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Susan Oliver (February 13, 1932 – May 10, 1990) was an actress, television director and record-setting pilot.
cap by Adamant The Outcast was Susan Oliver only appearance on Bonanza. She later worked with Pernell Roberts in a Night Gallery episode The Tune in Dans Cafe and later on went on to direct him in an episode of Trapper John.
cap me As well as being so very beautiful she was one gutsy lady. After surviving a plane crash that left her scared of flying to the point she refused jobs if she had to fly. She determined she would overcome this fear and underwent hypnosis. She learnt to fly so successfully that in 1967 Susan Oliver became the first woman to fly a single-engined aircraft solo from New York City across the Atlantic Ocean as part of her attempt to fly to Moscow. Her odyssey ended in Denmark after the government of the Soviet Union denied her permission to enter their air space. In 1970 she co-piloted her Piper Comanche to victory in the 2,760 mile transcontinental race known as the Powder Puff Derby.
Born Charlotte Gercke in New York City, she was the daughter of a newspaperman and Ruth Hale Oliver. Following her parents' divorce, Charlotte moved with her mother to the West Coast where her mother became a well-known Hollywood astrologist.
After studying drama and working in summer stock, she adopted the stage name Susan Oliver and first appeared in a guest role on television in 1956 then made her motion picture and Broadway debuts the following year. For her performance in the Broadway play, Patate, Oliver won a Theatre World Award. That same year, Oliver took over as the female lead in the prestigious Broadway production of John Osborne's play Look Back in Anger.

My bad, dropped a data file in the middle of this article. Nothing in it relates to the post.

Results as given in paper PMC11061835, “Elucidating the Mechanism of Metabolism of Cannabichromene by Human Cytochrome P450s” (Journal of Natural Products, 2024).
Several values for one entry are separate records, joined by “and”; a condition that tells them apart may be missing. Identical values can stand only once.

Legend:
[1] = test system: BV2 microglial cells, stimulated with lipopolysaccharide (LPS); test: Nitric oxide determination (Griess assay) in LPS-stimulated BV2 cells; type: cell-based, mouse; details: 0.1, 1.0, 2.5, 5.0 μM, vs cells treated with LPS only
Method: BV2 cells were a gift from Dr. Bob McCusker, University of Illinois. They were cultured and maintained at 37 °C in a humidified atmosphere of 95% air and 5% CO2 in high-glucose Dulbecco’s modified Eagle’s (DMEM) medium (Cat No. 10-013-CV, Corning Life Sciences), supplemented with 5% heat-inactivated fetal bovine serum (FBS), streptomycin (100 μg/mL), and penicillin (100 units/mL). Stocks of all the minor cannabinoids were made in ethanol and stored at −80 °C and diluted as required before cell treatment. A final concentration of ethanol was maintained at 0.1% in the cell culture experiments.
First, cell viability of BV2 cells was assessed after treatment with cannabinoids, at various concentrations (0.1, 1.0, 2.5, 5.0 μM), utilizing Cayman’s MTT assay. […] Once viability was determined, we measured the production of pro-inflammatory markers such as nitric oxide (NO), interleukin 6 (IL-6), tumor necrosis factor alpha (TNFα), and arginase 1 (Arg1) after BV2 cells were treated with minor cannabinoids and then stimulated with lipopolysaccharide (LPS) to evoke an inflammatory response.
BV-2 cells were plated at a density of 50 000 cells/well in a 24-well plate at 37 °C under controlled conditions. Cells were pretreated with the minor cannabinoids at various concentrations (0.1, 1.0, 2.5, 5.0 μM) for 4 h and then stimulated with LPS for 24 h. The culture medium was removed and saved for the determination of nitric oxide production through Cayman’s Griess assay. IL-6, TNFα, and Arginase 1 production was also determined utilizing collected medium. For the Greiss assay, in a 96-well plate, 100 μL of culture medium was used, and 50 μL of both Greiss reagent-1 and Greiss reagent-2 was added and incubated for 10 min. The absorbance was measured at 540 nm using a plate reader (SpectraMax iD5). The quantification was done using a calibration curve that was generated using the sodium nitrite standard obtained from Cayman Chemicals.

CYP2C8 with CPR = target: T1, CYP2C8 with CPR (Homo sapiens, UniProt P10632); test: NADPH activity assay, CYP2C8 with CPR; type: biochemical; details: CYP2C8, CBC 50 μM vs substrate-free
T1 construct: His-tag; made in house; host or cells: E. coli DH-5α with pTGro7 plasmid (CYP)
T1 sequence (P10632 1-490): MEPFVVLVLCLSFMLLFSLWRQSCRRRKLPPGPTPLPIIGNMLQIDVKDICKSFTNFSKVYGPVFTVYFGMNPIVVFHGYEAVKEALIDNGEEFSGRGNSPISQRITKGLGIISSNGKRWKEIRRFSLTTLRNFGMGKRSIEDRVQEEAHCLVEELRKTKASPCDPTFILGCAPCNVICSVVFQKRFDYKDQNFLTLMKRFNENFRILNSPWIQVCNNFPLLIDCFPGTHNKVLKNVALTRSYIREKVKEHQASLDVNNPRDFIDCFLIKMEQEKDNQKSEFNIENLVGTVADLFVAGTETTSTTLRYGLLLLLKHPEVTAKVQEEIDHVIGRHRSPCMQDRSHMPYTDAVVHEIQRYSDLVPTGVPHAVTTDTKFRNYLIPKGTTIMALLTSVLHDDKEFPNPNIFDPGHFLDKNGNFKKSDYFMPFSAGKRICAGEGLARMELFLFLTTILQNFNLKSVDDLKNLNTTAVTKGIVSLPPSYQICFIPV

Susan played in more than one hundred different television shows and made-for-TV movies. She appeared with Elizabeth Taylor in 1960 motion picture Butterfield 8 and in 1964 had the starring role in Your Cheatin' Heart in which she played Audrey Williams, wife of country music legend Hank Williams.
One iconic appearance was as a green skinned slave in Star Trek – an image that was used in the closing credits in the earliest series.
publicity shot During 1975–76 she was a regular cast member of the soap opera Days of Our Lives and was nominated for an Emmy Award for Outstanding Performance by a Supporting Actress in the 1976 made-for-TV drama, Amelia Earhart. Appearing in a film about the famous aviatrix was natural for her. In 1983, Oliver wrote about her aviation exploits in an autobiography titled Odyssey: A Daring Transatlantic Journey.
By the late 1970s, with acting assignments becoming scarcer, Oliver turned to directing. She was one of the original nineteen women admitted to the American Film Institute's Directing Workshop for Women. Susan directed several shows including a 1982 episode of M*A*S*H as well as Trapper John.
She became a devout Buddhist and died in 1990 in Woodland Hills, California.
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